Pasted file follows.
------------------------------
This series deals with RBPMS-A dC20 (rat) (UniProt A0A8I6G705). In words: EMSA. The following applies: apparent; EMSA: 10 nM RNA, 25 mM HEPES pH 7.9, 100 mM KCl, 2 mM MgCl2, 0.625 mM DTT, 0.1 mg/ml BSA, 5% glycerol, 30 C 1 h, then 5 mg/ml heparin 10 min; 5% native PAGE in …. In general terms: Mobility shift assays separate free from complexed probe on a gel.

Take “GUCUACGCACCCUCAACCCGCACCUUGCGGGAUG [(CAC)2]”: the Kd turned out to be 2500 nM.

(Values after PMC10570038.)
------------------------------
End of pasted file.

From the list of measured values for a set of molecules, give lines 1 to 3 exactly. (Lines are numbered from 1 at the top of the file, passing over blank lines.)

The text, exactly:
This series deals with RBPMS-A dC20 (rat) (UniProt A0A8I6G705). In words: EMSA. The following applies: apparent; EMSA: 10 nM RNA, 25 mM HEPES pH 7.9, 100 mM KCl, 2 mM MgCl2, 0.625 mM DTT, 0.1 mg/ml BSA, 5% glycerol, 30 C 1 h, then 5 mg/ml heparin 10 min; 5% native PAGE in …. In general terms: Mobility shift assays separate free from complexed probe on a gel.

Take “GUCUACGCACCCUCAACCCGCACCUUGCGGGAUG [(CAC)2]”: the Kd turned out to be 2500 nM.

(Values after PMC10570038.)